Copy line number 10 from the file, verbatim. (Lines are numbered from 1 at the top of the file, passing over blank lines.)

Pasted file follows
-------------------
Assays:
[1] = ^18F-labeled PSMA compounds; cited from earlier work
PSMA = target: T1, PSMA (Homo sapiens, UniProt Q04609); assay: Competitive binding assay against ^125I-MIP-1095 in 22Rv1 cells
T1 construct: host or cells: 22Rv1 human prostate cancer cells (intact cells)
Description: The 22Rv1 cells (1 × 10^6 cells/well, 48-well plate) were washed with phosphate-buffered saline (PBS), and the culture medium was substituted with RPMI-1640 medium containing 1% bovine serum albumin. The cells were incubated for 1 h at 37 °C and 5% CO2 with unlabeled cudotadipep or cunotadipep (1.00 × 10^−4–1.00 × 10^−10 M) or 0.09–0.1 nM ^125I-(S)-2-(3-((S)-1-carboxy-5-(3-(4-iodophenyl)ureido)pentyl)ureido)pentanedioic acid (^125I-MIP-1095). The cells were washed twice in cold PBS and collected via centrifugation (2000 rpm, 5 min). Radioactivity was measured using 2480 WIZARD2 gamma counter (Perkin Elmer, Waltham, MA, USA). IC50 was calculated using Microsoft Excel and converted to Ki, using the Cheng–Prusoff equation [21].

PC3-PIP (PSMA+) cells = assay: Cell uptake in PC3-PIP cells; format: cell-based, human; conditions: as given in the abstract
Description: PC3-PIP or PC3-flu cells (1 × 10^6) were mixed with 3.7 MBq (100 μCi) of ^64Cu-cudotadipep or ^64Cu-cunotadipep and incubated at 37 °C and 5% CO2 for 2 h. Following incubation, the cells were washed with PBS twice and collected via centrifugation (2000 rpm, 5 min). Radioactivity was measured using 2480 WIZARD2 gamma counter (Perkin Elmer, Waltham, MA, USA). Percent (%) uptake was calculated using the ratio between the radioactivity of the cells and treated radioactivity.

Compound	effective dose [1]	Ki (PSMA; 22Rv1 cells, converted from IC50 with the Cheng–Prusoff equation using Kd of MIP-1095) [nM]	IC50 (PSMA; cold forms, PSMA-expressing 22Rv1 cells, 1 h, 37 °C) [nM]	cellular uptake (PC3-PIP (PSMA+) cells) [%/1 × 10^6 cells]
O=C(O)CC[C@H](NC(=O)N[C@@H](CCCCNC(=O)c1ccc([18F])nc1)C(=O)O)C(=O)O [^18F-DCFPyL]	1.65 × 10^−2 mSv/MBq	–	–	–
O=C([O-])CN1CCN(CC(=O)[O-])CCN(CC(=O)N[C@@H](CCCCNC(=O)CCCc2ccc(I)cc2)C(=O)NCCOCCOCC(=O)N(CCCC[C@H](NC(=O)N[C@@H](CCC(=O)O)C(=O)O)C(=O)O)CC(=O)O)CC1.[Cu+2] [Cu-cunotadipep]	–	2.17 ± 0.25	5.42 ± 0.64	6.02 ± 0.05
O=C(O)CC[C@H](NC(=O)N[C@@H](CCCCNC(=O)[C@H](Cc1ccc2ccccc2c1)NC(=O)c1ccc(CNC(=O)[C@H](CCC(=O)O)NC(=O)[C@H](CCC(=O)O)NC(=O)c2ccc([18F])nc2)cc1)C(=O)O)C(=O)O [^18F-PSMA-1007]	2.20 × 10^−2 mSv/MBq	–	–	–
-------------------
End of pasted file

O=C([O-])CN1CCN(CC(=O)[O-])CCN(CC(=O)N[C@@H](CCCCNC(=O)CCCc2ccc(I)cc2)C(=O)NCCOCCOCC(=O)N(CCCC[C@H](NC(=O)N[C@@H](CCC(=O)O)C(=O)O)C(=O)O)CC(=O)O)CC1.[Cu+2] [Cu-cunotadipep]	–	2.17 ± 0.25	5.42 ± 0.64	6.02 ± 0.05